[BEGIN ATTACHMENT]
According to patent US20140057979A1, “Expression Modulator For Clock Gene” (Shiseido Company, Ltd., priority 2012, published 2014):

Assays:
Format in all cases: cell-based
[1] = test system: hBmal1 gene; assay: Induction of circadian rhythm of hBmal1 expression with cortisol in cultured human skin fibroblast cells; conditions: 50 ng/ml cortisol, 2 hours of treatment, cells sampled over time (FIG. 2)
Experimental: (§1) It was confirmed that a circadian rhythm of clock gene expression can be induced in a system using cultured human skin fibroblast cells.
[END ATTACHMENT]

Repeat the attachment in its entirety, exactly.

According to patent US20140057979A1, “Expression Modulator For Clock Gene” (Shiseido Company, Ltd., priority 2012, published 2014):

Assays:
Format in all cases: cell-based
[1] = test system: hBmal1 gene; assay: Induction of circadian rhythm of hBmal1 expression with cortisol in cultured human skin fibroblast cells; conditions: 50 ng/ml cortisol, 2 hours of treatment, cells sampled over time (FIG. 2)
Experimental: (§1) It was confirmed that a circadian rhythm of clock gene expression can be induced in a system using cultured human skin fibroblast cells.